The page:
Georgia Secretary of State Brad Raffensperger, a Republican, reports being pressured to invalidate legally-cast ballots by South Carolina Senator Lindsey Graham, a Trump loyalist who also contacted election officials in Arizona and Nevada. Like other election officials in closely contested states, Raffensperger has reported threats to himself and his family. He expects to be primaried in 2022. Trump himself called the Michigan legislature’s Republican leaders into the White House for a closed-door meeting. Afterwards, the legislators issued a statement that the certification process should be “free from threats and intimidation.”
Interesting that this would be their response to meeting the president of the United States.
If suits are filed, the discovery process would require participants in the voter suppression effort — including White House staff performing campaign duties — to produce emails, recordings and phone records relating to attempts to hinder certification and threaten officials. Trump and his surrogates could be required to give sworn depositions. The legitimate legal work of Trump’s election lawyers would be shielded by privilege — but not efforts to assist in election fraud, or unsupported allegations made to the public that are unconnected to legal work, such as Sidney Powell’s evidence-free accusation that Georgia Governor Brian Kemp and Raffensperger were taking payoffs.
Defendants who violate Section 1985(3) have joint and several liability for damages, meaning that Donald Trump could be held liable for all acts of those associated with him, even if he did not directly make the threats himself.
And because these acts relate to his role as a candidate, rather than his official acts as president, he would have difficulty claiming immunity. The damages could be substantial: in one case, plaintiffs were awarded $500 to $2,000 each when denied their voting rights. There were hundreds of thousands of Black votes in the jurisdictions that Trump has sought to disenfranchise, which would be a lot of money. Also, defendants who lose Section 1985(3) suits have to pay the plaintiffs’ attorneys’ fees.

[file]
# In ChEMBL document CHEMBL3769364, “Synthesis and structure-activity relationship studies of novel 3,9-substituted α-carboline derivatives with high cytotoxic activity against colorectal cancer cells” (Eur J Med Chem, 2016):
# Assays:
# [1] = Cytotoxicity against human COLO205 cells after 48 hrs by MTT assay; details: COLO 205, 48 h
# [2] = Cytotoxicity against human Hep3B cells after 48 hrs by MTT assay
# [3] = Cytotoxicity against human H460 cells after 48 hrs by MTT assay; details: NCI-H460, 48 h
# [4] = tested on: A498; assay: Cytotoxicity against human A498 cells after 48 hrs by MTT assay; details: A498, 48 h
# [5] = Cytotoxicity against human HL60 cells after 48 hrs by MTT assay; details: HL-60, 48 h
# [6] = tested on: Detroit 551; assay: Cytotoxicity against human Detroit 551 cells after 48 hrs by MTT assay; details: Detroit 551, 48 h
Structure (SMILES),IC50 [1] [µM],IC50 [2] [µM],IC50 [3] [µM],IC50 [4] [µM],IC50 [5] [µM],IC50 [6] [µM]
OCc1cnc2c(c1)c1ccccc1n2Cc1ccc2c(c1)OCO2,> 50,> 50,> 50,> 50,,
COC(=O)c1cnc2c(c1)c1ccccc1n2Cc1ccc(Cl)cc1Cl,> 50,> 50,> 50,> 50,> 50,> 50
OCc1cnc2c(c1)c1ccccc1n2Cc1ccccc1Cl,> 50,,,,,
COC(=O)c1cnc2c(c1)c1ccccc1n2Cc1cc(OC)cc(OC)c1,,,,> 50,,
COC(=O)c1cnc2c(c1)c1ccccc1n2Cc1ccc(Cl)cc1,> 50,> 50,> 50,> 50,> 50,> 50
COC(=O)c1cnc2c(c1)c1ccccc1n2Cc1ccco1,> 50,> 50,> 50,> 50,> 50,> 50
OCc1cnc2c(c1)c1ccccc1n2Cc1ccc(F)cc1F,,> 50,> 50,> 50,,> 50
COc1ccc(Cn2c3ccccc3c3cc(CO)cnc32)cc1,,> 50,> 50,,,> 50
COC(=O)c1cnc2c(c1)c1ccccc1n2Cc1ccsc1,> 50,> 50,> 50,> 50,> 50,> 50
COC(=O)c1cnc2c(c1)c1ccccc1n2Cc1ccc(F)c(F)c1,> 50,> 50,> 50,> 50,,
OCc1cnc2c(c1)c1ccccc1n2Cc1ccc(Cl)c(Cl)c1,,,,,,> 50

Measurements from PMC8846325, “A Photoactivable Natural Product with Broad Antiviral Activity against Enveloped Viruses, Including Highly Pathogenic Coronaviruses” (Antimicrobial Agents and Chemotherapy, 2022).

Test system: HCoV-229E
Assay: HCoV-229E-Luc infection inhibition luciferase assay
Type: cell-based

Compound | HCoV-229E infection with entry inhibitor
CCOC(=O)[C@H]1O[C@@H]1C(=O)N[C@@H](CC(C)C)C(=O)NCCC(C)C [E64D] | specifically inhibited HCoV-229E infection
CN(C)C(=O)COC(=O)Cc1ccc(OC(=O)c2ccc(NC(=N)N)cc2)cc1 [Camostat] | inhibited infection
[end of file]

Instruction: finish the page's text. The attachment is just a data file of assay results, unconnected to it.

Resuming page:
It is important to understand that President Trump’s assault on America’s electoral process is not normal post-election jockeying, and its lack of success should not affect liability for the attempt. After all, terrorists are often convicted even when they have been arrested before carrying out their plots.
There’s the broader question of whether or not we should want to hold Trump accountable, fostering division and making it harder for the nation to heal. But the failure to defend voting rights can result in their slow erosion: After post-Reconstruction courts turned the Ku Klux Klan Act into a dead letter, Southern Blacks were stripped of their voting rights over the course of a quarter-century. Those rights were not restored until the 1960s.
And there is also no reason to believe that this attempt is a one-off. Donald Trump’s post-election strategy has created a roadmap for suppressing votes on the basis of race. So if the Trump campaign faces no liability, future candidates will be held back by nothing but their sacred honor. That’s not nothing, of course. But it’s a thin reed on which to hang the future of our democracy.
Conservatives often lament the creation of new laws by saying that we should simply exercise existing laws more actively. Well, in this case we have a law to deal with behavior like Donald Trump’s already on the books.
All that voters need is the will to invoke it.